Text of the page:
Former George W. Bush Strategist Urges Full Florida and Arizona Vote Counts, Calls 2000 Presidential Election 'Grave Injustice'

A former George W. Bush's strategist who worked on the 2000 campaign called on Florida and Arizona officials to tally all the votes cast, urging state personnel to avoid a controversial election victory.

"I worked on the Bush campaign in 2000 and was chief strategist in 2004," Matthew Dowd tweeted on Friday. "Not counting all the votes in Florida in 2000 was a grave injustice and caused many to question the legitimacy of Bush election. Let us not repeat that injustice in FL and AZ this year. Count all the votes."

Close races in Florida and Arizona have yet to be called. Republican Governor Rick Scott is trying to unseat Democratic incumbent Senator Bill Nelson. Scott holds 50.1 percent of the vote according to The New York Times. A final vote count in which the victor wins by .5 percent or less triggers an automatic recount, according to NPR.

Nelson sued Florida Secretary of State Ken Detzner over the process used to validate mail-in ballots, saying the signature verification process "serves as an outright disenfranchisement and burden on the right to vote."

The suit said "this entirely standardless, inconsistent, and unreliable signature matching process, which has a disparate impact on People of Color and young, first time voters, violates the prohibition against undue burdens on the right to vote, enshrined under the First and Fourteenth Amendments to the U.S. Constitution, and subjects Florida voters to disparate treatment and inconsistent standards in violation of the Fourteenth Amendment's Equal Protection Clause."

Detzner was appointed to his position by Scott, according to CNN.

Scott filed his own suit on Thursday evening, alleging ongoing ballot tallies were an effort by "unethical liberals" to swing the election. He said that "left-wing" activists in Broward County were "coming up with more and more ballots out of nowhere," NBC News reported.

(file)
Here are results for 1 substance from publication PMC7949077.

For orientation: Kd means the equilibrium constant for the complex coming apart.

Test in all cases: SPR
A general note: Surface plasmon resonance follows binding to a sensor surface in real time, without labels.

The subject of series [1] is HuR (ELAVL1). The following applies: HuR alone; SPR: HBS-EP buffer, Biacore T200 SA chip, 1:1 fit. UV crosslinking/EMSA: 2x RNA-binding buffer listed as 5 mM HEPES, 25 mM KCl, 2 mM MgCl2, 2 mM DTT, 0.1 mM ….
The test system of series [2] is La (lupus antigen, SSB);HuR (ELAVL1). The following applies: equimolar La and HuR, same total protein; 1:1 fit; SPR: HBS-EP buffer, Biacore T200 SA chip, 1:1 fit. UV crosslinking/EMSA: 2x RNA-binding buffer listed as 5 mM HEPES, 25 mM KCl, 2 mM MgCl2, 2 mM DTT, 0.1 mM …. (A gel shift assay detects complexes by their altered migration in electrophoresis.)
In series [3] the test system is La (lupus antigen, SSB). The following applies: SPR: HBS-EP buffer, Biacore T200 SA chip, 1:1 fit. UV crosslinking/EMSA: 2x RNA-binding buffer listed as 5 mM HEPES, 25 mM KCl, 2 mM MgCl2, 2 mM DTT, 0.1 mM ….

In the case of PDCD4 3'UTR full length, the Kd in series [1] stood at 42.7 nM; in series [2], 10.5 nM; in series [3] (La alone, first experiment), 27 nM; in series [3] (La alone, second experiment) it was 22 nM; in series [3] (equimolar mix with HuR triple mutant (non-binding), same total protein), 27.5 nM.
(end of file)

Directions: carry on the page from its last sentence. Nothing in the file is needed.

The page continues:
Florida Governor Rick Scott pauses as he becomes emotional while speaking on election night. Joe Raedle/Getty Images

Arizona's Senate race also has yet to be decided. Democratic candidate Kyrsten Sinema, who is challenging Republican incumbent Martha McSally, is leading by half a percent, The New York Times reported.

Four Arizona Republican parties filed a lawsuit on Wednesday against the state's two largest counties, according to the Associated Press. The legal challenge seeks to prevent voters from resolving any discrepancies between their voter registration signature and signature on the mail-in ballot after Election Day.

In the 2000 presidential election, Bush earned 1,784 more votes than Al Gore, according to Business Insider. A machine recount took place. When Bush won the recount by a slim amount, Gore asked for a hand tally.

"Some of the ballots, because of a design flaw, weren't perforated all the way through when voters cast their ballots, leaving some with chads (the hole marking candidates) that were unclear who the person voted for. There were 9,000 votes with hanging chads that the machines couldn't detect," Business Insider reported.

Gore contested the recount in a case that rose to the Supreme Court. The high court reversed the manual recount, meaning Bush won the presidency by five electoral college points.